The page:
The transcriptome data provided molecular data supporting an increased cardiac function of Gnb5−/− mice. It probably results from both a compensatory mechanism, as shown by misexpression of genes involved in cardiac muscle contractility, and an alteration of the expression of genes involved in the regulation of the HR. We also documented transcriptional changes in three brain regions of knockout mice which correlate with the IDDCA neuropsychiatric disease spectrum.
HR regulation by the parasympathetic and sympathetic branches of the autonomic nervous system takes place in the pacemaker cells of the sinoatrial node. While sympathetic modulation increases pacemaker cell firing rate, the vagal parasympathetic activity decreases the HR. Both activities are mediated by G-protein-coupled signalling on β-adrenergic (sympathetic) and cholinergic M2 muscarinic (parasympathetic) receptors, respectively. Autonomic innervation is regulated in vivo by RGS proteins. In particular, in the heart, the M2 receptor signalling is mediated by the Rgs6–Gnb5 complex.17 As Gnb5 and Rgs genes are coexpressed and as the physical association of the encoded proteins is critical for complex stability, we expected to observe reduced Rgs expression levels. In a previous report,17 no Rgs6 was detected in the atria and in the brain of Gnb5 knockout mice. Surprisingly, we detected a trend of increased expression of Rgs subunits, in particular Rgs6, contrary to findings in reference7 where expression of RGS6 was not different between GNB5-Ser81Leu and wild-type hiPSCs. These discrepancies may stem from the fact that we are investigating different model systems, that is, mouse tissues versus human cells, as well as by the use of different technologies to detect mRNA abundance; that is, RNA-sequencing versus qRT-PCR and that in case of hiPSCs data were generated from one clone per genotype.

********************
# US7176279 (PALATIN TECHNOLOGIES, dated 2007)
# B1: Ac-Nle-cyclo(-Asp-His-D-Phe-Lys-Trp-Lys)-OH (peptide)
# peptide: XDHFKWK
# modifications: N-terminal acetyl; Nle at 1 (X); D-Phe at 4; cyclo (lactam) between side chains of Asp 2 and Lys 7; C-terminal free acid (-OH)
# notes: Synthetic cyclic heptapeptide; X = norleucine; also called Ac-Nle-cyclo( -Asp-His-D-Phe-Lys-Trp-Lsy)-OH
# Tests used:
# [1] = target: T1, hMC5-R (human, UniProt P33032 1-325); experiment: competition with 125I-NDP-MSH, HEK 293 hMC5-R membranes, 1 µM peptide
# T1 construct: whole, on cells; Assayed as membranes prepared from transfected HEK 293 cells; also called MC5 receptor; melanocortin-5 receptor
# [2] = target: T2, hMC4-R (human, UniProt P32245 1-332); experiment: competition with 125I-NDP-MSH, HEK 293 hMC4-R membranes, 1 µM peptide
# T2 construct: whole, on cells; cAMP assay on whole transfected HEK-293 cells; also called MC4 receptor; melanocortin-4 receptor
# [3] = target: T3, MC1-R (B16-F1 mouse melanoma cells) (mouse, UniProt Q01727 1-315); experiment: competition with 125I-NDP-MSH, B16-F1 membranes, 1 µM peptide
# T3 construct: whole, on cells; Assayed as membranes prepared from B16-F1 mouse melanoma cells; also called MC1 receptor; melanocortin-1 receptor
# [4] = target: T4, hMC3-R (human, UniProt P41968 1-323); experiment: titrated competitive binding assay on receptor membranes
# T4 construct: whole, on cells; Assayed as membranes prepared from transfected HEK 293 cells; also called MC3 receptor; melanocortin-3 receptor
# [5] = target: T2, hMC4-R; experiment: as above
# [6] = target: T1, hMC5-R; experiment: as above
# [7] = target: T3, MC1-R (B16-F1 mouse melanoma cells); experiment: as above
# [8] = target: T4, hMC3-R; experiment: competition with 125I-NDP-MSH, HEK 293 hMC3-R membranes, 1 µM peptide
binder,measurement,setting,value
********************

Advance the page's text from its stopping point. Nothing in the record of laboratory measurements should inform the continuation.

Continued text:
Altogether, our results unveil that potentially compensatory changes occur at a transcriptional level in Gnb5−/− mice through higher expression of Gnb3 and Rgs genes in heart tissues. Additional evidence at protein level did not confirm compensatory changes. The previously cited link between GNB5 and the R7-RGS RGS6 and RGS11 suggests that they are part of the same pathway. Consistent with this hypothesis, the members of a Tunisian family presenting with cataract, mental retardation and microcephaly were carriers of biallelic mutations in RGS686 . Another unpublished case harbouring mutation in RGS11 presented with overlapping neuropsychiatric phenotype (Sarah Montgomery, in litt). No specific cardiac evaluation is reported in these individuals, but our data suggest that this should be considered. Co-occurrence of neuropsychiatric symptoms with visual and cardiac manifestations could represent a unique combination associated with Gβ and the R7-RGS related proteins. We hypothesise that the disease mechanism responsible for HR perturbations is the reduction or the loss of negative regulation by Rgs6 on the inhibitory Gβ5 signalling, resulting in enhanced parasympathetic activity.